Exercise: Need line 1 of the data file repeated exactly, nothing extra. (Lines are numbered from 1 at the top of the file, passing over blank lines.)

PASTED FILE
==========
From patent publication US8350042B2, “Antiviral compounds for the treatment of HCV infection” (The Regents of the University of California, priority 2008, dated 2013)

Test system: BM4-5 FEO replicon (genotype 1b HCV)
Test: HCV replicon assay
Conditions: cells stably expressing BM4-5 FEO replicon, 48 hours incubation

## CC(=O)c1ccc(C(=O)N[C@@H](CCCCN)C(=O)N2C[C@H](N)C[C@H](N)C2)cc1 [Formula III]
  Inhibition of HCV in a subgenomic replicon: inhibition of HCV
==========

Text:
From patent publication US8350042B2, “Antiviral compounds for the treatment of HCV infection” (The Regents of the University of California, priority 2008, dated 2013)